All investment, FDI included, is a forward-looking activity, and is founded on investors’ expectations about future returns and the confidence that they can place on those returns. Therefore, the decision to invest in an economy almost always involves an evaluation of the political future of the country in question. Political instability in the host country means that there are two principle risks that an investor will have to factor into their cost-benefit analysis, each of which is particularly important in transition economies. The first is that internal instability or regional conflict may reduce the profitability of operating in an affected country, either because sales and exports are in danger, production is disrupted, or resources are damaged. The second result is that political instability is likely to decrease the value of the affected country’s domestic currency, consequently reducing the value of the assets invested in the country’s economy as well as of any future profits that the investment could be expected to produce.

Thus it can be concluded that alongside the decrease in the availability of FDI stock on the global market, uncertainty regarding Georgia’s political future caused by 2012’s eventful elections and unfriendly relations with Russia, has made potential investors more cautious. The assumption becomes even more accurate if we take into account that the FDI inflow has particularly decreased in the third and fourth quarters of 2012. Given that, according to UNCTAD, international investors are holding back huge sums of cash holdings, it can be assumed that FDI inflows will be gradually restored after October’s presidential election – assuming that further political instability is not provoked, and that investors are given no reason to doubt the competency of the new regime and thus the future strength of the Georgian currency.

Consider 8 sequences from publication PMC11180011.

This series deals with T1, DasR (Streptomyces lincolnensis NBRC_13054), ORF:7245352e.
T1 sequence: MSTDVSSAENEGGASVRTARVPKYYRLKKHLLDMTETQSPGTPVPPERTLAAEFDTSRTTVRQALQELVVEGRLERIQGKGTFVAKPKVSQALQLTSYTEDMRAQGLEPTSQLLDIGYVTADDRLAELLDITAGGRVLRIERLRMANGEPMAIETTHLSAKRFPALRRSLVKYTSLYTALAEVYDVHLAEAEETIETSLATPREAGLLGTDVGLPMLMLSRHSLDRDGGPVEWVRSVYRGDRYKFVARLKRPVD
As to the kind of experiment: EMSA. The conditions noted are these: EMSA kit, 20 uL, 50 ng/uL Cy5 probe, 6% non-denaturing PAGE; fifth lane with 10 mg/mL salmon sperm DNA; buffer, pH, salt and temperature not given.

The Georgian Ministry of Finance has given a very positive prognosis regarding future FDI inflows into the country; according to the Minister, FDI inflow will equal around 2 billion USD, gradually converging to the level recorded in 2007 – i.e. more than double compared to 2012. Attainment of the pre-crises peak level of FDI will largely depend on how soon the global economy recovers from recession and how successfully Georgia continues its open-door policy towards FDI.